clock menu more-arrow no yes mobile

Filed under:

Tuesday Rockpile: Rockies becoming more aggressive with mid-season promotions

Chad Bettis, Eddie Butler, Jonathan Gray and Tom Murphy have all moved up at least two levels this season, bucking a different trend the Rockies have shown in recent years.

Scott Cunningham

About six or seven years ago, back when the Colorado Rockies' system was flooded with talent, it was pretty normal to see players jump a level or two during a season, and it was also pretty usual for college draftees to begin their professional careers at age-appropriate levels.

Much has changed in recent years, as the Rockies have been slow to develop their talent. Just how talented some of those players were/are might still be up for debate, but one thing is for sure: the big-league club has suffered because of the lack of impact players rising through the minor league system.

In 2006, the Rockies saw the major-league debuts of Troy Tulowitzki, Chris Iannetta, Ubaldo Jimenez, Manny Corpas and a host of others late in the season. Tulowitzki and Iannetta climbed through the system rather quickly, and in the following season, brought up highly-touted prospects Ian Stewart and Franklin Morales to contribute to the stretch run. The big-league cameos of the former guys and the early success of the latter two helped the Rockies reach the playoffs twice in three seasons. Even if some of the moves were made in a panic by a general manager who appeared to be on his last leg with the organization, the moves obviously worked.

It seemed like Colorado had a good plan: draft good players, develop them quickly and reap the benefits. So, as the team stumbles down the stretch for the fourth consecutive season, I ask the question: What happened?

There is a finer line than you might think between rushing players to the big leagues and allowing them to stall out/suffer an injury in the minors. Greg Reynolds, who was the first in a long line of poor first-round draft picks by the Rockies, was promoted to the majors a little more than two years after he was drafted. It may seem like he was rushed, but the Rockies selected him at No. 2 overall in 2006 because of his polish and proximity to the big leagues. As we all know, Reynolds flamed out in his stint with the Rockies, but not before suffering an arm injury while in Tulsa that cost him most of the 2007 season.

Casey Weathers was next, selected early in the first round in 2007. The reliever from Vanderbilt, who was also selected because of his proximity to the big-leagues, was dominant early in his minor league career, and there were even rumblings that he'd be able to contribute to the Rockies down the stretch that season, if not early the next year. That never materialized, and Weathers was traded to the Cubs a few years later after a series of arm troubles.

Christian Friedrich, another college hurler, was the Rockies' first-rounder in 2008. Heralded as a very good pick at the time, Friedrich was considered a polished lefty with a much higher ceiling than Reynolds. Friedrich was easily the most dominant of the three early in his minor league career, but the Rockies kept him in High-A or lower for his first two pro seasons. Keeping up with the theme, Friedrich was also hit by the injury bug and lost a chunk of his effectiveness before finally having a fairly successful big-league debut last season.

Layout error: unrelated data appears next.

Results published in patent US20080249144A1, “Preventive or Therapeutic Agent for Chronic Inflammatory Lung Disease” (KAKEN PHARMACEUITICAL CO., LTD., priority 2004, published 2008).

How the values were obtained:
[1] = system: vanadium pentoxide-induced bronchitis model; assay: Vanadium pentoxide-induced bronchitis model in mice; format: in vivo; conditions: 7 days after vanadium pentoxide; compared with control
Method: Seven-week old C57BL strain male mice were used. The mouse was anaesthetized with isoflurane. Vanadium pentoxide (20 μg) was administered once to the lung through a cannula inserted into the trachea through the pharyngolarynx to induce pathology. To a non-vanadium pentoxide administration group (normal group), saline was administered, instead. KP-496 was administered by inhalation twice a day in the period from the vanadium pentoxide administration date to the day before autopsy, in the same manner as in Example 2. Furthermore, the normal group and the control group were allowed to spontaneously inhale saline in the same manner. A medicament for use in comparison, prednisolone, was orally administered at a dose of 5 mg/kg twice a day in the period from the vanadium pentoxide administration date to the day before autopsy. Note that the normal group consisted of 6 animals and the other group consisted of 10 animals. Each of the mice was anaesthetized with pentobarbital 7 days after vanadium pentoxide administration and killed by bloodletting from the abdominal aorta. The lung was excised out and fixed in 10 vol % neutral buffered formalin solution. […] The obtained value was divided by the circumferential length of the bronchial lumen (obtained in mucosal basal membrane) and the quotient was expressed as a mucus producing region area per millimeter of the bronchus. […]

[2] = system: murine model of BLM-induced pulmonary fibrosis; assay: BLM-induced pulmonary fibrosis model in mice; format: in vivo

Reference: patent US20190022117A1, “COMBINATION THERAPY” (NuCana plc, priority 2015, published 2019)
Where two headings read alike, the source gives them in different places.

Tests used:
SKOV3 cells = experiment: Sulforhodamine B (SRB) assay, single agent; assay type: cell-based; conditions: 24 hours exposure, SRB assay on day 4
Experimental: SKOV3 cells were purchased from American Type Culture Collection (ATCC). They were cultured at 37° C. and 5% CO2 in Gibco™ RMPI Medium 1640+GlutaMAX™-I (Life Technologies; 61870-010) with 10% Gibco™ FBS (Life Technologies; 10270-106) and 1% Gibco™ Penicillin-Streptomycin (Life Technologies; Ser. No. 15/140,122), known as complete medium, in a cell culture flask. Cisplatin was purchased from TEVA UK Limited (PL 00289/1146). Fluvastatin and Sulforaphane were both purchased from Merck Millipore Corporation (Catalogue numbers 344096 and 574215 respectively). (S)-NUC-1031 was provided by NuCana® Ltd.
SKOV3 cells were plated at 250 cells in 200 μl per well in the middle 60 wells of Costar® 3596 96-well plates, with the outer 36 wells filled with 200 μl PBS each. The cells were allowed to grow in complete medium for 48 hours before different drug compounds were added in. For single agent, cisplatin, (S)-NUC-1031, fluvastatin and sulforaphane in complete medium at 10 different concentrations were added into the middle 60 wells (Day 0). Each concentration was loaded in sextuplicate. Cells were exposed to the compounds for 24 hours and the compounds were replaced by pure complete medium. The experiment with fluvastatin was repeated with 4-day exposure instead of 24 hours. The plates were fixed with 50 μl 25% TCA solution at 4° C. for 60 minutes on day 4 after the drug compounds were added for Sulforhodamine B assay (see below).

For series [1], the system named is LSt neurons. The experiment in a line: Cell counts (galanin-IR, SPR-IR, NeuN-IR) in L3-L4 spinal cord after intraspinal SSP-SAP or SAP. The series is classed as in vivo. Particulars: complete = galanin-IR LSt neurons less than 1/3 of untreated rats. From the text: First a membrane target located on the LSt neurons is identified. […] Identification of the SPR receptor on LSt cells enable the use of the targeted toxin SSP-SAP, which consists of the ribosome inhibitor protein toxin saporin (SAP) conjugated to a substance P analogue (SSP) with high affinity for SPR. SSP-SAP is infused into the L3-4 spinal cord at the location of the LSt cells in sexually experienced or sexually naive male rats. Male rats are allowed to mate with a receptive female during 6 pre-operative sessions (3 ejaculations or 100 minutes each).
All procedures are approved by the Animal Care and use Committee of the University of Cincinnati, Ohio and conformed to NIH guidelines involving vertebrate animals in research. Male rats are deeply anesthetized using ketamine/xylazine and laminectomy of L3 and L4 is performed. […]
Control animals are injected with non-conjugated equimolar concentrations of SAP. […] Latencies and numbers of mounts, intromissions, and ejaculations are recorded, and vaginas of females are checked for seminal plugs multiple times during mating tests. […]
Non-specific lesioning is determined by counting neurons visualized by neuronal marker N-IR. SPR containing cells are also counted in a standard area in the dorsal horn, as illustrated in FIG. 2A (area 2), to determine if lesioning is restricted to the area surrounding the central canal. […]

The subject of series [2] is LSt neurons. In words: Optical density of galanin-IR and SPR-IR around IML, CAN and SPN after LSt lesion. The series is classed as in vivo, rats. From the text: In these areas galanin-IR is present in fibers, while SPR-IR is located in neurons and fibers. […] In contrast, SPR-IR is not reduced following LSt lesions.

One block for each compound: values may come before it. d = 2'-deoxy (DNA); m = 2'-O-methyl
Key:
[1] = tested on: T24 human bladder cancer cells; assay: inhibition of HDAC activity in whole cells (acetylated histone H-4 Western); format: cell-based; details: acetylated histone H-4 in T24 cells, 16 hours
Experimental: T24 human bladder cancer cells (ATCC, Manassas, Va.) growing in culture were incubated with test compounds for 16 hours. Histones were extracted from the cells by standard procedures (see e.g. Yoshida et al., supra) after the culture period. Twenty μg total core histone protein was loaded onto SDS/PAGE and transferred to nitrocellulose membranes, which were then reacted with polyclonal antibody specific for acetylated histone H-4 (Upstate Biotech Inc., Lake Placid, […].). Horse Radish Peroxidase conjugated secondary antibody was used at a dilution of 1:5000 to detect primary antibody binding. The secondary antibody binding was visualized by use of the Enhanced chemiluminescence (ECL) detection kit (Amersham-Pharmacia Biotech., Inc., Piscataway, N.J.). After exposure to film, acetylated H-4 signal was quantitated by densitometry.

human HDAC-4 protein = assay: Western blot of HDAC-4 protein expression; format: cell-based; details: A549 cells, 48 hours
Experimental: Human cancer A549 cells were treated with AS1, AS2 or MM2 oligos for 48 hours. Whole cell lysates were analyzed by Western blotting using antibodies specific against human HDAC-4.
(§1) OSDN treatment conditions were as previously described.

It can be argued that the Rockies are being a little slow with Tyler Anderson, the club's first-rounder in 2011, although they've probably taken the correct approach with other recent top picks Tyler Matzek, Kyle Parker and David Dahl. However, most of these guys -- and a host of others -- ran into injury troubles during times when they arguably should have been contributing at the highest level.

That has killed the Rockies over the years, but it seems the ship is starting to right itself.

In 2013, the Rockies have shown aggressiveness with Chad Bettis, Eddie Butler, Jonathan Gray and now Tom Murphy, perhaps realizing that (a) these guys might have a shelf life and it shouldn't be wasted toiling away in the minors, and (b) the last time the team was aggressive with promoting players, it paid off.

Tulowitzki nearly won the National League Rookie of the Year award in 2007 after something clicked in early-June, just two years after being drafted. Meanwhile, Iannetta improved down the stretch in his first full season after a minor league career that saw no time wasted in short-season ball, followed it up with a huge year and was a large piece in the team's playoff run in 2009. Ubaldo Jimenez and Franklin Morales were arguably the two biggest reasons why the Rockies made it to the postseason in '07, and both were highly instrumental two years later. Stewart, Seth Smith and other prospects were key as well.

Fast forward to 2013, the Rockies moved Bettis directly from Double-A to the big leagues, brought Butler from Low-A to Double-A during one season, had Gray skip Short-Season- and Low-A ball, and accelerated Murphy's ascent by mimicking Butler's move, but without the detour to High-A.

I'm not saying the Rockies will sniff a pennant this year or even next, or that this new group of players will be anything like that last group (which can be a good or bad thing), but it looks like some urgency has been restored in the area of player development. We'll see how it all plays out, but right now, if nothing else, it's fun to see some of the organization's most promising players move closer and closer to the big leagues, rather than working their craft in the low-minors for what seems like years and years.